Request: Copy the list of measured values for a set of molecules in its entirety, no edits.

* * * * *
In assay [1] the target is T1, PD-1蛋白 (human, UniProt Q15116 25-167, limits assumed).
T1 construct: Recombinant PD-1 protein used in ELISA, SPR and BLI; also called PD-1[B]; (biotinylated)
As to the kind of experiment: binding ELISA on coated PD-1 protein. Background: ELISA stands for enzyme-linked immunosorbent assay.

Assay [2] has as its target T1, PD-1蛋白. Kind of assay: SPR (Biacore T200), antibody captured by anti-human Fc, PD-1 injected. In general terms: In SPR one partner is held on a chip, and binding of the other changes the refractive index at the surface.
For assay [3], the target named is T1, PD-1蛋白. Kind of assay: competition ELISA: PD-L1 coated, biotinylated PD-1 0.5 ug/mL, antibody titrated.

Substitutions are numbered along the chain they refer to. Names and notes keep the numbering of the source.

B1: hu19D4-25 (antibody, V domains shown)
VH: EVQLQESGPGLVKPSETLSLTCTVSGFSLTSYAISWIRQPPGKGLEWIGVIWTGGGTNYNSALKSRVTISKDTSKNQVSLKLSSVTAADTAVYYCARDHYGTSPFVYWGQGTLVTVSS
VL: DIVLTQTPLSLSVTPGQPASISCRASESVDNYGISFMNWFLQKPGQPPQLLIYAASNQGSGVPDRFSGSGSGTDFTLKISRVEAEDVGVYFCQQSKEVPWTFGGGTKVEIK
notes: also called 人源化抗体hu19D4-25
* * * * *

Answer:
In assay [1] the target is T1, PD-1蛋白 (human, UniProt Q15116 25-167, limits assumed).
T1 construct: Recombinant PD-1 protein used in ELISA, SPR and BLI; also called PD-1[B]; (biotinylated)
As to the kind of experiment: binding ELISA on coated PD-1 protein. Background: ELISA stands for enzyme-linked immunosorbent assay.

Assay [2] has as its target T1, PD-1蛋白. Kind of assay: SPR (Biacore T200), antibody captured by anti-human Fc, PD-1 injected. In general terms: In SPR one partner is held on a chip, and binding of the other changes the refractive index at the surface.
For assay [3], the target named is T1, PD-1蛋白. Kind of assay: competition ELISA: PD-L1 coated, biotinylated PD-1 0.5 ug/mL, antibody titrated.

Substitutions are numbered along the chain they refer to. Names and notes keep the numbering of the source.

B1: hu19D4-25 (antibody, V domains shown)
VH: EVQLQESGPGLVKPSETLSLTCTVSGFSLTSYAISWIRQPPGKGLEWIGVIWTGGGTNYNSALKSRVTISKDTSKNQVSLKLSSVTAADTAVYYCARDHYGTSPFVYWGQGTLVTVSS
VL: DIVLTQTPLSLSVTPGQPASISCRASESVDNYGISFMNWFLQKPGQPPQLLIYAASNQGSGVPDRFSGSGSGTDFTLKISRVEAEDVGVYFCQQSKEVPWTFGGGTKVEIK
notes: also called 人源化抗体hu19D4-25